These protections are vital to the US energy sector. The American Petroleum Institute, the US Chamber of Commerce and US energy companies are all lobbying to retain them. Why are these protections crucial to foreign companies investing in Mexican oil and gas?

Until recently Mexico’s oil and gas were controlled by state-run Petróleos Mexicanos (PEMEX). The 2013 Energy Reform broke PEMEX’s monopoly and allowed domestic and international private investors to take part in 9 auctions for oil and gas blocks. This reform is expected to bring desperately needed investments in the exploration and exploitation of Mexican shale oil and gas. Last February alone an auction secured $93 billion in investments spread over the next 35 years – duration of the contracts.

Nevertheless, Mexico has a long history of fossil energy nationalism. The risk of nationalisation of foreign companies’ assets remains and cannot be ignored. PEMEX itself is the result of the first ever nationalisation of foreign oil investments in 1938. History has already shown Latin American governments privatising and renationalising their natural resources, the latest one is Argentina which privatized its oil in 1992 only to renationalise it in 2012.

To protect themselves from expropriation without compensation, US energy companies need chapter 11. Without it, the prevailing legislation would be the Mexican Hydrocarbons law of 2014 which entitles the Mexican government to apply rescisión administrativa. The latter allows the government to “rescind exploration and exploitation contracts with private investors without paying any compensation,” as explained on Kluwer Arbitration Blog. It also grants Mexican federal courts exclusive jurisdiction in arising disputes.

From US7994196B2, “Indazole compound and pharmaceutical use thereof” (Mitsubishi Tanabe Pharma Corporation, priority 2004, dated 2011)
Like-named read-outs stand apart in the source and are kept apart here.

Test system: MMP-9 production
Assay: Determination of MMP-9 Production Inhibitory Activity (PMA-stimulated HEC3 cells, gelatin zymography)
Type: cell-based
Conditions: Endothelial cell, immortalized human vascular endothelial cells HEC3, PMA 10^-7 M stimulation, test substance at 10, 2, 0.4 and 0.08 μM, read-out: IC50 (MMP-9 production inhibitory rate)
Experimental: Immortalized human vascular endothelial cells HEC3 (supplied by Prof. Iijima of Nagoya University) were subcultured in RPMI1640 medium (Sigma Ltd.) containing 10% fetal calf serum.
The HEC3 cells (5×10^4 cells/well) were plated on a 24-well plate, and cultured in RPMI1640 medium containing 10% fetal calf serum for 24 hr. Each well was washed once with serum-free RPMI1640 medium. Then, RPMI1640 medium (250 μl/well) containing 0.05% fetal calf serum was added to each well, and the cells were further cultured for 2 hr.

Currently, under NAFTA article 1110 the Parties cannot nationalise private investors’ assets without paying them fair compensation, and this article cannot be included in the Parties’ reservations. Besides, under Mexican law and the Vienna Convention, as long as Mexico remains in NAFTA it cannot invoke domestic law to justify not paying private investors compensation for nationalising their assets.